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Money causes major stress to many of us individually, and it’s no secret that problem multiplies when you’re in a relationship. From rent, to a mortgage, to the costs of child-rearing, or perhaps how you plan to spend your child-free savings: Different approaches to money can lead to conflict in relationships.

If you want to avoid dealbreakers down the road, it’s important to start big conversations around money as early as possible. After all, these issues won’t go away, and will only lead to resentment and tension over time. Here are the kinds of money questions you should use to see if you’re financially compatible with your partner.

How do you picture us splitting the bills?

Will you split expenses 50/50, or will the person who earns more cover more? Does your partner plan to merge finances at all? Asking this question also opens the door to how collaborative you both envision your finances to be.

What are your savings goals?

And the crucial follow-up: What are you doing to achieve them? Maybe you max out your retirement accounts every year, but your partner doesn’t share the same vision for investing in the future. Think about spending habits, too. Maybe it’s important for you to take comfort in a daily iced coffee, but your partner views that as a huge waste. Knowing both your individual and shared savings goals can help you know what to expect down the road.

How do you handle debt?

Even if you’re not married, you or your partner’s debt likely affects your relationship. Consider the following questions:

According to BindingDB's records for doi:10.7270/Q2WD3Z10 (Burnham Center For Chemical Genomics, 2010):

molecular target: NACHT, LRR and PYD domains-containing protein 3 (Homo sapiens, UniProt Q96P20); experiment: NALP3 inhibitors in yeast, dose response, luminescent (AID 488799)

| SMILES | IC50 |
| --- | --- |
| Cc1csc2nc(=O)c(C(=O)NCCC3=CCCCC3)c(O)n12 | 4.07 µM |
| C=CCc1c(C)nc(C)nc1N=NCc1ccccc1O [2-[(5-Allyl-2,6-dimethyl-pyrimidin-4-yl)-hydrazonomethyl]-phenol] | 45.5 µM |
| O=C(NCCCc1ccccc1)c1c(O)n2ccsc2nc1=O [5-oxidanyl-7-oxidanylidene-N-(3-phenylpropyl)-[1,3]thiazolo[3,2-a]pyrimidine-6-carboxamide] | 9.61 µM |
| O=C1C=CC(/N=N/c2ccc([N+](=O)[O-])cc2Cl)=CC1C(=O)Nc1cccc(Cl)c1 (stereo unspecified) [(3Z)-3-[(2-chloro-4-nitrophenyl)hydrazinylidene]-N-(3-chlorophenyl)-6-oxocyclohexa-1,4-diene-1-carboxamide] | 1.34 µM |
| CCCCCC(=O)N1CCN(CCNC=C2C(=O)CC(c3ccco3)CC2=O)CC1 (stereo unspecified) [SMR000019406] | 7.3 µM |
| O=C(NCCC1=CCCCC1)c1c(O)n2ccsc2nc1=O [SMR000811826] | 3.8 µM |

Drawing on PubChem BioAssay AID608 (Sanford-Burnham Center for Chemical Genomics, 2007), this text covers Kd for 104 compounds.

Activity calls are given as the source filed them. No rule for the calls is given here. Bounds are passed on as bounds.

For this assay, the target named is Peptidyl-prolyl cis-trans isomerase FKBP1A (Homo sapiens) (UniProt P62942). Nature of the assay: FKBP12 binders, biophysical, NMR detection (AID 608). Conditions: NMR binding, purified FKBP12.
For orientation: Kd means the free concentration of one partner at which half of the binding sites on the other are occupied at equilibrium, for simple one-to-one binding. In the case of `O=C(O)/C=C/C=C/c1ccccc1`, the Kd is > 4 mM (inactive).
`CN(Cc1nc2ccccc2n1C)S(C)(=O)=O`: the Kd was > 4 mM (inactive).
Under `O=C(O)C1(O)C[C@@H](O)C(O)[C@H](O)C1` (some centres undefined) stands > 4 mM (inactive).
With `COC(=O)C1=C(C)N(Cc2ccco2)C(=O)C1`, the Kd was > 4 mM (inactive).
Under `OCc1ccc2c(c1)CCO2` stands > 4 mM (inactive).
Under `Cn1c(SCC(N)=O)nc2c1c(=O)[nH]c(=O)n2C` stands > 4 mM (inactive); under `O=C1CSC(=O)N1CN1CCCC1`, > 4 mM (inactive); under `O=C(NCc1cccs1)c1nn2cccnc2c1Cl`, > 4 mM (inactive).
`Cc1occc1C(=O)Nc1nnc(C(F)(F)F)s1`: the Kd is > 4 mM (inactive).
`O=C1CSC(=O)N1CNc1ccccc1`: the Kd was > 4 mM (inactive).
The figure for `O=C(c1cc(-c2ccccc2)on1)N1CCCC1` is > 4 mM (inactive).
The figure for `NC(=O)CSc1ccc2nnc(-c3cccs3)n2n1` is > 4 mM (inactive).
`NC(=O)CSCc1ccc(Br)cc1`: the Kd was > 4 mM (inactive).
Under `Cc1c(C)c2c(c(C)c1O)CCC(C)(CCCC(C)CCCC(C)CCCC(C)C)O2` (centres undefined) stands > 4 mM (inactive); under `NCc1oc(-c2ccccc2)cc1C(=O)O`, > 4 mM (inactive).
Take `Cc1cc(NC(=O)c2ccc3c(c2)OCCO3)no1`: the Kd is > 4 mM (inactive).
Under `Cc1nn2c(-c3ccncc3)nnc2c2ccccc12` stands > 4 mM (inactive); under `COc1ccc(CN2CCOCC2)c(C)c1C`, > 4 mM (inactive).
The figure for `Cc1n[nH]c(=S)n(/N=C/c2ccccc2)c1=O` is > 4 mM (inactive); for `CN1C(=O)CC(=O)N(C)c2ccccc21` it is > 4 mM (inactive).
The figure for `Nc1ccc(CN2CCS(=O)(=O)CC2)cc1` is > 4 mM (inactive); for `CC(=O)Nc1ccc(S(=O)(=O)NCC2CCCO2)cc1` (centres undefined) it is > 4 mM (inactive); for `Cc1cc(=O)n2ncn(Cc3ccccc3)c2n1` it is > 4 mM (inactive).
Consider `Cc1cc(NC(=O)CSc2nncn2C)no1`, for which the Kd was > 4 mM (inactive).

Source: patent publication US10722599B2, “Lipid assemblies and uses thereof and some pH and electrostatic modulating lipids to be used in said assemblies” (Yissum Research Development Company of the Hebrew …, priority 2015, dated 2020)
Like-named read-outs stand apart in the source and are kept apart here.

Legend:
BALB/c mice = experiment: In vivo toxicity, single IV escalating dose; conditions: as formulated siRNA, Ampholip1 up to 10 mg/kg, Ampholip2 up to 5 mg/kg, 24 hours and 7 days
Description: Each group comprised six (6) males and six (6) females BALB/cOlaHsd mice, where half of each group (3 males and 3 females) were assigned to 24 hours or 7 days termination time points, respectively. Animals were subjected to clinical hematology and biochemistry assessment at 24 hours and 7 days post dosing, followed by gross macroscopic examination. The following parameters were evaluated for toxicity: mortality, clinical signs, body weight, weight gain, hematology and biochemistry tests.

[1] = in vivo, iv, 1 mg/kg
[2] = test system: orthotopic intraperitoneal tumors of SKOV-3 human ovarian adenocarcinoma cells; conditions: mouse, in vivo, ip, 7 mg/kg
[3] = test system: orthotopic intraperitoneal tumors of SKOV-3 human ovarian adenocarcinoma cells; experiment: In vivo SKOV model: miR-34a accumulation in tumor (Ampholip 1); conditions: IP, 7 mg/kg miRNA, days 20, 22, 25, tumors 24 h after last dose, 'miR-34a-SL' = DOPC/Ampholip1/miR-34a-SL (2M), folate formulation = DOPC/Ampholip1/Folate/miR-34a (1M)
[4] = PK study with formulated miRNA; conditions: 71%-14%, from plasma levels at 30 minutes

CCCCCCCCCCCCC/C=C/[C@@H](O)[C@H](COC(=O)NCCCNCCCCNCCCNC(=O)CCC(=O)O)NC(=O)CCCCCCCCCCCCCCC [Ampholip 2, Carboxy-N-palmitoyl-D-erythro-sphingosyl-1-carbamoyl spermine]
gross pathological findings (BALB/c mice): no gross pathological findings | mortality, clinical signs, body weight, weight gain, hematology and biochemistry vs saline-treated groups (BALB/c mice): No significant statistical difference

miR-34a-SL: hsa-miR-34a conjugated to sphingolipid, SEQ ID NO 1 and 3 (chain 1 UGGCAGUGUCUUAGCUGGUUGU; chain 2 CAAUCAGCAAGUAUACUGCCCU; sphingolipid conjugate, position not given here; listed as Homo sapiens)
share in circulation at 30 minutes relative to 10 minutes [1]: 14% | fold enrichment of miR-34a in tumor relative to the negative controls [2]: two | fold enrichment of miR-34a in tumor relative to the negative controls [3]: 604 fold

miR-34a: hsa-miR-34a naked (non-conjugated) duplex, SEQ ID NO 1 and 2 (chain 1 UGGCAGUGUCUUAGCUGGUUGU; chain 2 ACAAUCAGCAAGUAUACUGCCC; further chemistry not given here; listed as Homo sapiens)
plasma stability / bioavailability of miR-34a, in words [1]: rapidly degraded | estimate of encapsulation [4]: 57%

• Do you have a debt repayment plan, and how long will it take to become debt-free?
  • Will the debt keep you from making large purchases together? Taking trips? Starting a family?
  • If you marry, will the debt remain separate, or will it become a joint responsibility?

What would you do if you lost all your money…

…or if you won the lottery? Asking big hypotheticals is a great way to gain insight into general financial values. Things like: What if you wont the lottery—what would you do with the money? Would you rather spend your life at a job you don’t love but pays really well, or one you’re passionate about, but will never make you rich? If you had to save 50% of your salary one year, how would you do it?

Be honest if your money philosophies are too different to ignore

At the end of the day, your relationship to money might be more important than your relationship to each other. Do you spend every chance you get? Is your partner overly obsessed with saving? Learn how you both view money to help you foresee any potential issues down the road. For now, here are our tips for fostering financial intimacy in a new relationship.



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